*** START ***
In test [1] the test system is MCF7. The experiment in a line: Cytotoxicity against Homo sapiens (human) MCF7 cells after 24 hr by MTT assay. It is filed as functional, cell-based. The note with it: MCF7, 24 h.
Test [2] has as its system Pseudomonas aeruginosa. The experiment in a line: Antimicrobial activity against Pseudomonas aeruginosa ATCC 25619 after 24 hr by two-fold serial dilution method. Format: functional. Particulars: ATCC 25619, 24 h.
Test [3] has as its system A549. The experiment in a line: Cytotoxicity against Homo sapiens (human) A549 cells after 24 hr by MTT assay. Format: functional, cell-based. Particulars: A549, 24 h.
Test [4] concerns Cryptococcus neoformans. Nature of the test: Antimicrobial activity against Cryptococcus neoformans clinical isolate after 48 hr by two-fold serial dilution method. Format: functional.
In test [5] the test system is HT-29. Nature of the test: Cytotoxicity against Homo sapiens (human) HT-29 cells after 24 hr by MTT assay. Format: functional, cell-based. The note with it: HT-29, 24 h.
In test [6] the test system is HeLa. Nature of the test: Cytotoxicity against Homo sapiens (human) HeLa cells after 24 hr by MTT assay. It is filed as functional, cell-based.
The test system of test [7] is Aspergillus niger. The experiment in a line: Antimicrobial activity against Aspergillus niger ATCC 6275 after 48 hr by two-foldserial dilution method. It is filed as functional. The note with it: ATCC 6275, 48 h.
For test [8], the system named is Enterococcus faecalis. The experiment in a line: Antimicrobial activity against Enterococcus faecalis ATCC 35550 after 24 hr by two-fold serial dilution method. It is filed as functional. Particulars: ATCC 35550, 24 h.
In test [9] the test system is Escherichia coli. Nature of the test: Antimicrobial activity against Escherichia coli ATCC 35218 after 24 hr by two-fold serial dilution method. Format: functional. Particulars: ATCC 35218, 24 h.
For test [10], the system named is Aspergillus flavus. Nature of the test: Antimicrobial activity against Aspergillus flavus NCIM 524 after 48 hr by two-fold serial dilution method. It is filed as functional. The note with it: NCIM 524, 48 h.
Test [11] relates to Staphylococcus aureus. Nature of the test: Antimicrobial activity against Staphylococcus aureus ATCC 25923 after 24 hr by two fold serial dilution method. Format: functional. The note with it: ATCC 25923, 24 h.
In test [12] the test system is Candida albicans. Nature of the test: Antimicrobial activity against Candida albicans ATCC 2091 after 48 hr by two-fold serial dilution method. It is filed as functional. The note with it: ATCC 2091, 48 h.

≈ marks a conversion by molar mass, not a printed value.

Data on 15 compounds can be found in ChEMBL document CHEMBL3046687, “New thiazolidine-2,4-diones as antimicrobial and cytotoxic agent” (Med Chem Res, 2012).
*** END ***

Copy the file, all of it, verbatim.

In test [1] the test system is MCF7. The experiment in a line: Cytotoxicity against Homo sapiens (human) MCF7 cells after 24 hr by MTT assay. It is filed as functional, cell-based. The note with it: MCF7, 24 h.
Test [2] has as its system Pseudomonas aeruginosa. The experiment in a line: Antimicrobial activity against Pseudomonas aeruginosa ATCC 25619 after 24 hr by two-fold serial dilution method. Format: functional. Particulars: ATCC 25619, 24 h.
Test [3] has as its system A549. The experiment in a line: Cytotoxicity against Homo sapiens (human) A549 cells after 24 hr by MTT assay. Format: functional, cell-based. Particulars: A549, 24 h.
Test [4] concerns Cryptococcus neoformans. Nature of the test: Antimicrobial activity against Cryptococcus neoformans clinical isolate after 48 hr by two-fold serial dilution method. Format: functional.
In test [5] the test system is HT-29. Nature of the test: Cytotoxicity against Homo sapiens (human) HT-29 cells after 24 hr by MTT assay. Format: functional, cell-based. The note with it: HT-29, 24 h.
In test [6] the test system is HeLa. Nature of the test: Cytotoxicity against Homo sapiens (human) HeLa cells after 24 hr by MTT assay. It is filed as functional, cell-based.
The test system of test [7] is Aspergillus niger. The experiment in a line: Antimicrobial activity against Aspergillus niger ATCC 6275 after 48 hr by two-foldserial dilution method. It is filed as functional. The note with it: ATCC 6275, 48 h.
For test [8], the system named is Enterococcus faecalis. The experiment in a line: Antimicrobial activity against Enterococcus faecalis ATCC 35550 after 24 hr by two-fold serial dilution method. It is filed as functional. Particulars: ATCC 35550, 24 h.
In test [9] the test system is Escherichia coli. Nature of the test: Antimicrobial activity against Escherichia coli ATCC 35218 after 24 hr by two-fold serial dilution method. Format: functional. Particulars: ATCC 35218, 24 h.
For test [10], the system named is Aspergillus flavus. Nature of the test: Antimicrobial activity against Aspergillus flavus NCIM 524 after 48 hr by two-fold serial dilution method. It is filed as functional. The note with it: NCIM 524, 48 h.
Test [11] relates to Staphylococcus aureus. Nature of the test: Antimicrobial activity against Staphylococcus aureus ATCC 25923 after 24 hr by two fold serial dilution method. Format: functional. The note with it: ATCC 25923, 24 h.
In test [12] the test system is Candida albicans. Nature of the test: Antimicrobial activity against Candida albicans ATCC 2091 after 48 hr by two-fold serial dilution method. It is filed as functional. The note with it: ATCC 2091, 48 h.

≈ marks a conversion by molar mass, not a printed value.

Data on 15 compounds can be found in ChEMBL document CHEMBL3046687, “New thiazolidine-2,4-diones as antimicrobial and cytotoxic agent” (Med Chem Res, 2012).